Dear significant other,
When I was about to move in with you almost a year ago, my sister warned me that things would change. I thought, she must be wrong, I have basically been staying over with him over four nights a week for the past five months, how could anything change? Oh, how wrong I was.
Let’s start with sleeping, or lack thereof. If it isn’t your dead, limp body that is putting your full weight on me, or your snoring that always seems to be right in my ear, it is your full-erect cock that pokes at me as you twitch at night. I don’t know what you dream about at night, but it must be good because your penis never stops hitting me, even if we just had sex. Before, I remember complaining that I couldn’t fall asleep without you, and now, after night-in and night-out of this routine, I wish that once in a while we had a second bed so I could finely get some rest.
Speaking of sex, frankly, we have turned into an old married couple. Once, we could stay up until 2 a.m. having loud, rambunctious sex. Now if we haven’t gone to bed by 10 p.m., then there isn’t going to be any sex tonight. Before, candles were added to get the mood, and now, we worry about setting the house on fire, therefore extinguishing our mutual horniness.
You know what also smothers my mood? Bread clips. Bread clips are made to be put on the bread so it doesn’t get moldy. Just like the closet door is supposed to be shut when you are not looking for clothes, and the light is meant to be turned off when you leave the room. All these simple things can be done so easily, but it often seems as though my complaining makes them harder to do. Do you have some kind of medical condition that I don’t know about that makes the bread clip invisible? My father might have the same condition, since, even after 35 years of my mother nagging him, I never have seen him put a clip on bread; perhaps you should form a support group.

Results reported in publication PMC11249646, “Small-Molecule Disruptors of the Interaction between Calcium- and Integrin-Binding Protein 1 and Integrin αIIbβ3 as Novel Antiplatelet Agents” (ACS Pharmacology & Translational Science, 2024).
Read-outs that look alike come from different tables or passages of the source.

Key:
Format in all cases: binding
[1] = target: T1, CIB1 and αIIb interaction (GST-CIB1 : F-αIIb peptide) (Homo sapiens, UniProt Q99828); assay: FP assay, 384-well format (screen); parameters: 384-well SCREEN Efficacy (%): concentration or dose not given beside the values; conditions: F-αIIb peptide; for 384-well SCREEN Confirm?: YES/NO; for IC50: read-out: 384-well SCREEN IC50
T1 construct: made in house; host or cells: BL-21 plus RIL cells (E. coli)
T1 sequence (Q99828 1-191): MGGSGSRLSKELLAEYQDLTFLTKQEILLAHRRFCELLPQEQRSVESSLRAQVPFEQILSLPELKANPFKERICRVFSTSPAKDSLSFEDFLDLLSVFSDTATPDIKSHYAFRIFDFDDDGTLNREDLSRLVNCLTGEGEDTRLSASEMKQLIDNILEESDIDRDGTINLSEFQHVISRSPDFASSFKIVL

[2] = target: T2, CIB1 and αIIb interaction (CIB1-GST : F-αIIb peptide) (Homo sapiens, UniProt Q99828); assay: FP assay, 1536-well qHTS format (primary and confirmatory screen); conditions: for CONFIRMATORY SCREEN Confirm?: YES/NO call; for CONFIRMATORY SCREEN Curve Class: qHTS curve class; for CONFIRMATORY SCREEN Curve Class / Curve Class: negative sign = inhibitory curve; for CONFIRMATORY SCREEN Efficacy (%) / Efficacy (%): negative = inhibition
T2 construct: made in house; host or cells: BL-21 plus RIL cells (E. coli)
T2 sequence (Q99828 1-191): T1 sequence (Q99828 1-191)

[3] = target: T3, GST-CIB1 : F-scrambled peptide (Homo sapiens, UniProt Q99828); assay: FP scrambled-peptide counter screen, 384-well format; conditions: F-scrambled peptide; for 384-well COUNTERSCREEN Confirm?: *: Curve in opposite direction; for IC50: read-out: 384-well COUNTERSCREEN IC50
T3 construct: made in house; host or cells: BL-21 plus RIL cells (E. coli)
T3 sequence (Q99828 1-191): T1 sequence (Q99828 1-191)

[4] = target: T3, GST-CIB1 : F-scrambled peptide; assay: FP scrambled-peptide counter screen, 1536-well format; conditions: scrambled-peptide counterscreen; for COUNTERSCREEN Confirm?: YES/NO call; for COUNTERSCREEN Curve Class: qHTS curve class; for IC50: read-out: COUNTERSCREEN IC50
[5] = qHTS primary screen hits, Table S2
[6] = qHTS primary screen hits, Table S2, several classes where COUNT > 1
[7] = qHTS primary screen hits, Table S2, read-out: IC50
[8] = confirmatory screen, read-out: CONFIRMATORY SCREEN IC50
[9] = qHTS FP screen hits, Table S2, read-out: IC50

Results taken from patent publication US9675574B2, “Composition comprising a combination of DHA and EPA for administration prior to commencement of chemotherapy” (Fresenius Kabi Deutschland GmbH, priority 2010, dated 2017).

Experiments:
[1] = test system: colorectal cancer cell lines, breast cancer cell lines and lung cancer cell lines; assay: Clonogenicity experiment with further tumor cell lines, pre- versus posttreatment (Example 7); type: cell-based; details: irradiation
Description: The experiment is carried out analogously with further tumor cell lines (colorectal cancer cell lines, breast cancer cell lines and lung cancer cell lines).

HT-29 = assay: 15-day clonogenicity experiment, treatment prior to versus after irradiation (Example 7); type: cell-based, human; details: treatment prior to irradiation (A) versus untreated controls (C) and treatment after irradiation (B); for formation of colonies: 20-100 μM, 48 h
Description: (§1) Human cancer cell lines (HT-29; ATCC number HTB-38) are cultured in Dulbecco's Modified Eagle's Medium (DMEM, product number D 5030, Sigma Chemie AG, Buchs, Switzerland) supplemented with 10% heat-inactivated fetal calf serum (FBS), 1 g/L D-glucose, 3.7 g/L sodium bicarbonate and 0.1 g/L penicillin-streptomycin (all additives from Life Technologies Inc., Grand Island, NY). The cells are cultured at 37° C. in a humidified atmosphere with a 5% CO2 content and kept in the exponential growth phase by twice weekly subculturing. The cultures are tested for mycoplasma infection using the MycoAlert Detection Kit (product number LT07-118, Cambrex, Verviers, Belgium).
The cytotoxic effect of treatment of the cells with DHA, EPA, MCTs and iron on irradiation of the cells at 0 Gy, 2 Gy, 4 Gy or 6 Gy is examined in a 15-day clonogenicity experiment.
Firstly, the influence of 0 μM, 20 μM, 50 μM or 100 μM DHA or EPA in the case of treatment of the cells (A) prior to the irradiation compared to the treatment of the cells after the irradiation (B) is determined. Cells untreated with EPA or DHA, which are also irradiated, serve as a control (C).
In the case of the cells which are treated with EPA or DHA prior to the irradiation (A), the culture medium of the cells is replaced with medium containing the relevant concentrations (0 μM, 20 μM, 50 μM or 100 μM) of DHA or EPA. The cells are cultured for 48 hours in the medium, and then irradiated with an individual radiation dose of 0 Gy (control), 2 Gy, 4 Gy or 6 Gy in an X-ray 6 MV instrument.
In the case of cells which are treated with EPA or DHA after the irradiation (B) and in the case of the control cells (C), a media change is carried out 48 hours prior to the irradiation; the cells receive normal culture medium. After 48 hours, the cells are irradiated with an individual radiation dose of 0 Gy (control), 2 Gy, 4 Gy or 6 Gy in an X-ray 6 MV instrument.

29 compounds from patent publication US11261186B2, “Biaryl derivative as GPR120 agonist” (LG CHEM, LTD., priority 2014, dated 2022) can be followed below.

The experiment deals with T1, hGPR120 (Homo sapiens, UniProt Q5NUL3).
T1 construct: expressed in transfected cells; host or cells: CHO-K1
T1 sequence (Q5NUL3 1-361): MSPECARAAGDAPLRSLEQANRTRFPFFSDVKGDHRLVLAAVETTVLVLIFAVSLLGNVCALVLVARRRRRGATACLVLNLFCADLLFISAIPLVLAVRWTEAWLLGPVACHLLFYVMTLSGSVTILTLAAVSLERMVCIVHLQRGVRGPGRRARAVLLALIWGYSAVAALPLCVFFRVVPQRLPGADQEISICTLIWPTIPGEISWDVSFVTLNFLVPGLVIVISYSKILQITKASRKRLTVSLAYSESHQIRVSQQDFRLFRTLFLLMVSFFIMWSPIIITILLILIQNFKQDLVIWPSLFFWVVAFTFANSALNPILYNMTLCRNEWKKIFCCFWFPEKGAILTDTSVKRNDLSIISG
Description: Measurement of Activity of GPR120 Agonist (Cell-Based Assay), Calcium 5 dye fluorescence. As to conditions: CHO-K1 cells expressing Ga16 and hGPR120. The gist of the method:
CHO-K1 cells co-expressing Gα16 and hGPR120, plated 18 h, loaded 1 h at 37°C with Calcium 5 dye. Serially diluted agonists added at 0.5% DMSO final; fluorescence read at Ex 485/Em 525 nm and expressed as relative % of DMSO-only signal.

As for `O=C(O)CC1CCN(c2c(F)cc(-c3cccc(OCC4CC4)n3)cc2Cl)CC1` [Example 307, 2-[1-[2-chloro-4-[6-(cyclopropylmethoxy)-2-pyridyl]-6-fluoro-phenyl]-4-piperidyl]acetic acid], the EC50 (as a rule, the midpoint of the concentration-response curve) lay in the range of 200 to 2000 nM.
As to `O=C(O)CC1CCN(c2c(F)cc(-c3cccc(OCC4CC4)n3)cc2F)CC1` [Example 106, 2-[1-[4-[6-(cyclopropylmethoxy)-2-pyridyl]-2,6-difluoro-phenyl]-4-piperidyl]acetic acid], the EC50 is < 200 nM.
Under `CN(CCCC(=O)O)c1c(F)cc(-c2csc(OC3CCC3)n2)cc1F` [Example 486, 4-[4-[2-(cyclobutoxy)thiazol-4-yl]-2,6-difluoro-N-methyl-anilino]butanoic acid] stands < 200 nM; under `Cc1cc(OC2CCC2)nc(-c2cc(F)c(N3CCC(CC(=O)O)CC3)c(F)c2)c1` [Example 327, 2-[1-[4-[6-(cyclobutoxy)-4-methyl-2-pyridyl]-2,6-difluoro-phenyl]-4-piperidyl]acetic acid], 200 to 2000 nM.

While once I thought your jokes were cute and adorable, I realize now that they are the same jokes that a 60-year-old would tell. It does not help that you only have about four jokes and most of those include Yu-Gi-Oh references. Jokes aren’t funny when you have to explain them. I admit I was charmed, on our first date, when you told me, “What does the baby computer say to his father?” but now when I hear “Data,” I realize that one can only acknowledge that joke so many times.
Yes, living together has changed a lot about our relationship, but in spite of it all, I still love living with you. You’re there for me when I need you, through every stress in my life, you clean up around the house when I don’t even ask, and even randomly bring home flowers on occasion. So I guess I’m sticking with you forever, or until I finally kill you.
To my significant other,
Not too long ago now, you finally agreed to move in with me. It’s true, I was eager and wanted to make this shift even before we talked about it. I wanted more than anything the opportunity to sleep by your side every night, as we had been practically doing already. Looking back, it’s funny how delusional our younger selves were.
After officially moving in together, not only did I quickly learn the nitty-gritty details of living with a significant other, but also things about you that I could not have previously imagined. Firstly, you bite. Not in some vicious or weird kinky way, but in a way that you like to bite things that are usually me. Some people would find this strange, but I like to see it as adorably hurtful, and sometimes more hurtful than adorable. Truthfully though, I know it’s weird because you yourself are weird. You collect taxidermy, you love to point out racism, you like teeth but not if you think about it too much, and even though you are a grown woman, your favourite birthday activity is laser tag. So, you’re weird, but that’s okay because I’m pretty weird myself. And even though we have been living together for less than a year, we are liable to kill each other any day now.
In order to prevent this inevitable double murder, I think it necessary for us to lay the cards on the table, so to speak. First off, just because I am neat, crafty, and can cook, does not mean I’m Martha Stewart. Secondly, your obsession with the bread clip has to stop; twisting the bag is as effective, if not more effective than the clip itself. Despite what you think, that little piece of plastic is not the answer to life, longevity, and immortality itself. Lastly, though I don’t mind carrying you places, it does strike me as strange that your legs become effectively lame at the first sign of fatigue, yet, once we have reached our destination at the expense of my back, you still have energy enough to tickle the shit out of me. As a side note, I don’t think I will ever understand your fascination with my nipples, but I suppose that is another issue entirely.
Despite all these things, I desperately love you and would not have you change for the world. I hope to live this way with you for a long, long time to come—providing I don’t kill you first.